Allow me to confess something - The title of this article is entirely misleading, because this doctor doesn't plan on transplanting a human head, but rather an entire human body. That's right, this not-at-all-creepy looking dude above (Dr. Sergio Canavero of Italy) is on a quest to attach a nice functioning body to the head of a man whose current body is failing him.
A Russian named Valery Spiridonov, who suffers from degenerative Werdnig-Hoffman disease, has volunteered his head for Dr. Canavero's literal chopping block.
The questionable Doc is being a little coy about how he's going to accomplish some of the finer points like, say, fusing the spinal cords of two unique individuals, but he has let out with a slew of operational predictions. Here are the numbers :
Hours in Surgery — 36
Doctors and Nurses in Surgery — 150
Years Until Procedure — < 2
Number of Times Someone in Operating Will Caution Everyone to Not Lose Their Head — ∞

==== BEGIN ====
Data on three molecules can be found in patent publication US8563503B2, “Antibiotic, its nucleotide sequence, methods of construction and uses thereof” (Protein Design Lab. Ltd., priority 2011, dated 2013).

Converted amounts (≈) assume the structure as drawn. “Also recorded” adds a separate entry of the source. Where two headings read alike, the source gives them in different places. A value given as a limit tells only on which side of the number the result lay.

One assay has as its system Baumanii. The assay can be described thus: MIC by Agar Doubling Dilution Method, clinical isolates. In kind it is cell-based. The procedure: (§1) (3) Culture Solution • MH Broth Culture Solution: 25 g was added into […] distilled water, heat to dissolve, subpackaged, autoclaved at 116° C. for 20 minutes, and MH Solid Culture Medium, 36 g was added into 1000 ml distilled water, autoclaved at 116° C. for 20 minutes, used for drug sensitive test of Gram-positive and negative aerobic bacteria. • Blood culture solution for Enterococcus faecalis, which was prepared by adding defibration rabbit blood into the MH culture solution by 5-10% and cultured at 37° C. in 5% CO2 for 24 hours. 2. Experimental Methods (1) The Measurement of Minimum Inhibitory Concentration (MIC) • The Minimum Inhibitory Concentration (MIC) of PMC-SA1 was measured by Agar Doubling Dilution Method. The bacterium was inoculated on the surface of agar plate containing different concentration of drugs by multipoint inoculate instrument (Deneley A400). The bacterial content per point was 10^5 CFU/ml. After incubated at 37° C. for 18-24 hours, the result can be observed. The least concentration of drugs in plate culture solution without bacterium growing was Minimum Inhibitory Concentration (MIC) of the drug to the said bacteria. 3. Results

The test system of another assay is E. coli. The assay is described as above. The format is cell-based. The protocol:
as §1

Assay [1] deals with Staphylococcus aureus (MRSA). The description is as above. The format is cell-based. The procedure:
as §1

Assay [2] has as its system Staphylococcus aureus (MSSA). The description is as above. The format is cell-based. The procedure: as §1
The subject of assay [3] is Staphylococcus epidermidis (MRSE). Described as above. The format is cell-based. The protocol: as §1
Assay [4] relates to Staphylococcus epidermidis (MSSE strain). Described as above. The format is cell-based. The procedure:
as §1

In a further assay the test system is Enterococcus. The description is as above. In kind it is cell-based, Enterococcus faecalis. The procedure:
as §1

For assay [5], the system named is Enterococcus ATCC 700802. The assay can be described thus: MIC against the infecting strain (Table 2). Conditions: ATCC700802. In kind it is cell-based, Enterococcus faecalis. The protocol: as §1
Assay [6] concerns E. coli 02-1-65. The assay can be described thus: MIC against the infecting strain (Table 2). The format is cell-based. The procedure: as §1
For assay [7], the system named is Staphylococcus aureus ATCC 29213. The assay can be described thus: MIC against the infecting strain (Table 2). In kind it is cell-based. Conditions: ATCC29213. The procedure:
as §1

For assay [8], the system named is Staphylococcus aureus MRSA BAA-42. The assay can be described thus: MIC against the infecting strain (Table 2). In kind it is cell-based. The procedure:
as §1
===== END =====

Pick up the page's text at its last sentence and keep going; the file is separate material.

A similar procedure was conducted on a monkey in 1970. Things were going pretty well, until the doctors got to the whole spinal cord-fusion portion and the following discussion took place:
"I thought you were handling this part, Jim?"
"No, Steve's got the spinal cord thing on lock."
And then Steve said in falsetto "Steve's on vacation," and snuck out the back.
"I guess we'll just close 'er up then!"
This resulted in a patchwork monkey unable to move, or breath for that matter, on its own. It spent the next eight days in abject misery before the new body completely rejected the head (or the other way around) and both died.
We wish Mr. Spiridonov a much more successful outcome.